I'm sure my questions have been posted repeatedly, but I haven't been able to find current plain info.
I understand that there is no Blue Ray player (standalone for my TV) that doesn't have Cinavia on it, so that's that. Does that also apply to normal DVD players?
My question is if non-blue ray players also have Cinavia, and can I purchase a regular DVD player to play my non-blue ray backups on?
I just sent back a Blue Ray player to Amazon because Cinavia popped-up when I tried to play my normal DVD backups. Surprised me.
Can anyone recommend a brand that doesn't have Cinavia?
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Migrate to a standalone media player as they don't have Cinavia. DVD's and Blu ray discs can be backed up complete as an ISO file or for the main movie MKV. I transferred my entire collection of discs to MKV files that sit on my NAS. I can access my movies when I'm away from home if I need to. Re getting a non Cinavia DVD or Blu ray, well by now there simply aren't any. You may find an old second DVD playerSONY 75" Full array 200Hz LED TV, Yamaha A1070 amp, Zidoo UHD3000, BeyonWiz PVR V2 (Enigma2 clone), Chromecast, Windows 7 Ultimate, QNAP NAS TS851
I was looking at this media player, seems to be getting good reviews.
If I am understanding this correctly, would I have to take my dozens of DVD movies and convert them to mp4 (or whatever) and could I then use an exterior USB drive to load them on and plug it in to the media player, then plug (USB) the media player into my LCD TV?
IF so, how would I choose the movie I wanted to see off the exterior drive?
You will get a basic menu where you see your videos and be able to chose which on to play.I think,therefore i am a hamster.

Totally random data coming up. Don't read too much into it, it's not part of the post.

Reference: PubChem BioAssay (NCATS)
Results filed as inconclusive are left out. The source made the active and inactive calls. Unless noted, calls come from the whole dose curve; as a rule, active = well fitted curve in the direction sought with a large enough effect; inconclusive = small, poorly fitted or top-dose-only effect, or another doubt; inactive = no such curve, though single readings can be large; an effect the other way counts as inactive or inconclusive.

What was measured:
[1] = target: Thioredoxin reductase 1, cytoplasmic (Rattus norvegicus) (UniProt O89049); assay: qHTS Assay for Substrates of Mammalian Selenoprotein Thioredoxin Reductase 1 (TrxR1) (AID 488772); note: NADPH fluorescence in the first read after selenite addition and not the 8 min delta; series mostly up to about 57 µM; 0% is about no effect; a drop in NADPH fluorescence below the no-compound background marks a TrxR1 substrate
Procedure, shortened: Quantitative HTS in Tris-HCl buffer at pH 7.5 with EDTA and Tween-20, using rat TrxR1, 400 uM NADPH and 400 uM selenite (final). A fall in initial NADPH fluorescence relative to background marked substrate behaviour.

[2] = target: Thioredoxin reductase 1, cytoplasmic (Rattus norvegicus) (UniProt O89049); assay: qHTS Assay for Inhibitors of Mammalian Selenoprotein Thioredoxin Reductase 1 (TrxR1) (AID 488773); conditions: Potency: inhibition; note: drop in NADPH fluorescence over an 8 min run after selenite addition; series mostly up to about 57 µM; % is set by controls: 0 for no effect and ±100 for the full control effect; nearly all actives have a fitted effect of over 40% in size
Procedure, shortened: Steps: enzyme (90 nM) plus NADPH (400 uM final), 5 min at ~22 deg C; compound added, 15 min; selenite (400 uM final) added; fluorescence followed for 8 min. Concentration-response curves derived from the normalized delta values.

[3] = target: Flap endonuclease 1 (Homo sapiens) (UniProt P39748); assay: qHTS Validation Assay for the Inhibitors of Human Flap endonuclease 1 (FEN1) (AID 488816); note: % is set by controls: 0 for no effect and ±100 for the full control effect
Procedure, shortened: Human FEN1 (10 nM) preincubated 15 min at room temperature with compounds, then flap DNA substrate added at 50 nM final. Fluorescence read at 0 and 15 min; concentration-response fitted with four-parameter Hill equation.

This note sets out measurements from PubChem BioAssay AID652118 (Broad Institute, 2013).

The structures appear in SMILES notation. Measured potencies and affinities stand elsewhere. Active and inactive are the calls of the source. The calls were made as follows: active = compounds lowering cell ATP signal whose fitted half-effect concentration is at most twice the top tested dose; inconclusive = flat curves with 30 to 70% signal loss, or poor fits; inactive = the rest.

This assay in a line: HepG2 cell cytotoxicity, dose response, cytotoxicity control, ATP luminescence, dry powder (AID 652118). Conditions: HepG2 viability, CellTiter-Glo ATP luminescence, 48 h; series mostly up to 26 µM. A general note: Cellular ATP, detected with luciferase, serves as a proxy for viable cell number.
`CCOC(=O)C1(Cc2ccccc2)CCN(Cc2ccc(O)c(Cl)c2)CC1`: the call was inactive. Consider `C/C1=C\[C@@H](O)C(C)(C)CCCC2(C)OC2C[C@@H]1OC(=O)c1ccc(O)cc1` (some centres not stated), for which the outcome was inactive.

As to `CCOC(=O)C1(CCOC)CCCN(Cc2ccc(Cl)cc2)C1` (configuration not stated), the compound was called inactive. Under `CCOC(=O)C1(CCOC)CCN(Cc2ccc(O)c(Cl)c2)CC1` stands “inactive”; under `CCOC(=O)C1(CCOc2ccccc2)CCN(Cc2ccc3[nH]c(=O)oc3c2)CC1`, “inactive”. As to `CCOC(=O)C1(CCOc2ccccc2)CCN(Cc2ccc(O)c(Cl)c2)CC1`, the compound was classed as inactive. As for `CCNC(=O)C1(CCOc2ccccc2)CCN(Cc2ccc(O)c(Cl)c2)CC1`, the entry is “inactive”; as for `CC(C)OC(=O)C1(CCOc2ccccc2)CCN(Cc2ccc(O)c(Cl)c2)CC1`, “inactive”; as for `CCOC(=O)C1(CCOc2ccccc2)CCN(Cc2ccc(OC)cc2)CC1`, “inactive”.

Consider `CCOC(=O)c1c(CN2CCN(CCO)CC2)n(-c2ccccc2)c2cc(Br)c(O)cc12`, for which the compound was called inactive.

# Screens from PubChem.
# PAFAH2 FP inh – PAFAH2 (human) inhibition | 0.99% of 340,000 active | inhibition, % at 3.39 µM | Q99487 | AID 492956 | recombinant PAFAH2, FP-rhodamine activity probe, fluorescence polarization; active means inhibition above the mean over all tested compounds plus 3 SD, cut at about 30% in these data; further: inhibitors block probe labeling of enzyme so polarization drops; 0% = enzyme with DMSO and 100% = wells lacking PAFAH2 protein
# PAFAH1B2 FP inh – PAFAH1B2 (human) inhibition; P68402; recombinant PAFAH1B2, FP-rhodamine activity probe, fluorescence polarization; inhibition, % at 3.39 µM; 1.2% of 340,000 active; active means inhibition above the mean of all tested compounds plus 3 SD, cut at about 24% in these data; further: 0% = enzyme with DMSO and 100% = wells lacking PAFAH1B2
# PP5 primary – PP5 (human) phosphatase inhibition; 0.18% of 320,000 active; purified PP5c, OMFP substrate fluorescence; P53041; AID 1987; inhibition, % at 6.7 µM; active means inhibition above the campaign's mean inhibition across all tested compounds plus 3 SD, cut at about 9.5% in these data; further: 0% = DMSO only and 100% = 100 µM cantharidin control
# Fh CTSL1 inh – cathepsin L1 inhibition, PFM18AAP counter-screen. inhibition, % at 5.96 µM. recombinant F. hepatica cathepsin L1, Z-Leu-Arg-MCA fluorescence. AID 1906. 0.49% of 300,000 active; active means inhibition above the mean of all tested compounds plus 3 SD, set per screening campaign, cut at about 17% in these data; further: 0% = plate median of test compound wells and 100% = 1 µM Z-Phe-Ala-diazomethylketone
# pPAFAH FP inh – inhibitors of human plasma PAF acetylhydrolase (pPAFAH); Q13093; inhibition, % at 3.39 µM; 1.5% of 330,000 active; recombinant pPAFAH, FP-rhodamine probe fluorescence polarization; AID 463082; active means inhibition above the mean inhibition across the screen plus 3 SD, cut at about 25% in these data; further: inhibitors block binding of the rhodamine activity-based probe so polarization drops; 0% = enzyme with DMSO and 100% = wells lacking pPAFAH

Thanks johns0.....is the rest of my connection question correct?
Most dvds that are made with blu-ray versions will have cinavia in case the person tries to swap audio tracks from dvd to blu-ray to get non cinavia playback on their baclups.I think,therefore i am a hamster.
Yeah, that's the problem; the new DVD player I bought is not connected to the internet, but throws up the nasty notice and shuts down the audio anyway. My old player was pre-Cinavia so it wasn't a problem. The crazy thing is that I check out movies from our local library (they have about 3000 titles) and Cinavia even kicks in on those. There is no way that our library has 3000 pirated titles, plus the partnership they have with the branches in other towns probably boosts the titles up to 7-8000 titles. Ridiculous.
I am told that even non-Blue Ray players have Cinavia now. All of my backup movies are not Blue Ray and Cinavia still kicks in.
Well you never know if the library is using backups,might wanna check on the disc to see if it is genuine.I think,therefore i am a hamster.
Good suggestion, from what I can see there is a very pro label on it, but other than that I don't know how.
It's hands down the best player for US$50. Second best is the Walmart Onn Android TV box (US$20 now):
It does about 95 percent of what the Chromecast does.
You can use Kodi on either of those devices as a front end for all your media files (fan art, thumbnails, descriptions, actors, etc.)
Or you can use VLC for a simple interface on the Chromecast. I just started playing with the Onn player recent and haven't gotten VLC to access network shares reliably with it yet.
Avoid the cheap Chinese Android TV devices. They don't run the true Android TV software but rather a re-purposed (ripped off?) Android tablet or phone software -- which requires a touchscreen for many apps.
Many thanks to all; I am behind on the technology since I was using a simple DVD upscale player and DVDs. All that is ancient history now, I guess.
Jagabo...does that mean that I have to convert all my DVDs to digital now? If so, what format is best? mp4 maybe?
DVD Fab or the old DVD Decrypter. In theory it's possible to share a DVD drive/disc but it's not practical. So you'll want to create ISO images or rip to MPG, MKV or MP4 files.
Kodi and VLC can play DVD ISO images with menus and all. Personally, I don't like DVD menus. They may be interesting once or twice but after that they just get in the way. So I rip discs to files. MakeMKV is can quickly remux the MPEG2 video and AC3 audio to MKV files (lossless). But I prefer to filter and compress to clean stuff up and reduce the size. Long ago I used Xvid AVI. Later I used h.264 mkv. Lately h.265 in mkv (though I hardly ever have a need to rip discs anymore).